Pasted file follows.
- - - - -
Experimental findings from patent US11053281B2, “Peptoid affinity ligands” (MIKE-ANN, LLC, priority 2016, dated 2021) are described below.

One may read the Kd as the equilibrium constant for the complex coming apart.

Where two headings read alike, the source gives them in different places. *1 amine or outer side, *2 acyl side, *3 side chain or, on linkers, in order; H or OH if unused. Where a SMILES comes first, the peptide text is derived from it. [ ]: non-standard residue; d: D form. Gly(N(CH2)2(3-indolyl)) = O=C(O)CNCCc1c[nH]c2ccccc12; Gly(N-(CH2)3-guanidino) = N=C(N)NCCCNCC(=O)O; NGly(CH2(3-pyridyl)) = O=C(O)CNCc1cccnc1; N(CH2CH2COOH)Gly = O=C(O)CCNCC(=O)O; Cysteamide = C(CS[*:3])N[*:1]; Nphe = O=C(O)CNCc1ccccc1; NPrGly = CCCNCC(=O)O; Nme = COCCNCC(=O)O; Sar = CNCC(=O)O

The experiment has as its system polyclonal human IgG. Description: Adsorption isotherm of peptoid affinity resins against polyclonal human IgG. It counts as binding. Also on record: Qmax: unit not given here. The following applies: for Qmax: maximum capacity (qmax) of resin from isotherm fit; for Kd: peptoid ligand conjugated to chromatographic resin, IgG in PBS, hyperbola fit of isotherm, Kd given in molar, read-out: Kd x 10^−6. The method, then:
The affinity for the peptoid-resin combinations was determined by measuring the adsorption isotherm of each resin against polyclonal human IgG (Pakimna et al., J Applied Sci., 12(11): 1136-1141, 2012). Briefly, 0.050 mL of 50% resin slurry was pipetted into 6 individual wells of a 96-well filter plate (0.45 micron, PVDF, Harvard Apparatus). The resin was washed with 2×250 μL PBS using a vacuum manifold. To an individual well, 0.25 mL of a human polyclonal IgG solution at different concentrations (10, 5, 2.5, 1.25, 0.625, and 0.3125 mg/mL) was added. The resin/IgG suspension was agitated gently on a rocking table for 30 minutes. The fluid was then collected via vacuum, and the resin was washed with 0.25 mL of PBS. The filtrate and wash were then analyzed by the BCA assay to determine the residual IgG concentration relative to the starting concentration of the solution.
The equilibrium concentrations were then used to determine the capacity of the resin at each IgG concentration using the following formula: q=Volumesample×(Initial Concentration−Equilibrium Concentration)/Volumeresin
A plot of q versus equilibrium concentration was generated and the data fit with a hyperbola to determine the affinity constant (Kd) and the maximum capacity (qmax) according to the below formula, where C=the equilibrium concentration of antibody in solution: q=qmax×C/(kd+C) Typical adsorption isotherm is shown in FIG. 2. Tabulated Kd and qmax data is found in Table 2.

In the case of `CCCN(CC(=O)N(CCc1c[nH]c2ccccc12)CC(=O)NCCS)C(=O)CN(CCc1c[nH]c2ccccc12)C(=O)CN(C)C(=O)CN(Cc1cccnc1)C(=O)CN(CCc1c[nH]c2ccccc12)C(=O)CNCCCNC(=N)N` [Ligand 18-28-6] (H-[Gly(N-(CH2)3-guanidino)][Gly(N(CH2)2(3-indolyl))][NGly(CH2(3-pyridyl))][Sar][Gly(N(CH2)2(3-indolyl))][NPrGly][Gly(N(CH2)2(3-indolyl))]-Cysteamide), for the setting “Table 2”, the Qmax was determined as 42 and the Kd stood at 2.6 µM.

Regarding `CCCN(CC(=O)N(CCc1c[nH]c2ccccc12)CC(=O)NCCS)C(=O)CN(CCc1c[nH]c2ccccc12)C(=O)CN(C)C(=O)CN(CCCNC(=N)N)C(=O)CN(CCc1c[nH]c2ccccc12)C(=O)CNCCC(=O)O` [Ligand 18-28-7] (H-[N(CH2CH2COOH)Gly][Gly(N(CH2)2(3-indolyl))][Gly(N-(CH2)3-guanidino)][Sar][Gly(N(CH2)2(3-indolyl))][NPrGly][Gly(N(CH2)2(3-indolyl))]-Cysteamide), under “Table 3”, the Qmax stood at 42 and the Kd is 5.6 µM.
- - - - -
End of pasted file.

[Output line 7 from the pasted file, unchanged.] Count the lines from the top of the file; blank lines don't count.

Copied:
A plot of q versus equilibrium concentration was generated and the data fit with a hyperbola to determine the affinity constant (Kd) and the maximum capacity (qmax) according to the below formula, where C=the equilibrium concentration of antibody in solution: q=qmax×C/(kd+C) Typical adsorption isotherm is shown in FIG. 2. Tabulated Kd and qmax data is found in Table 2.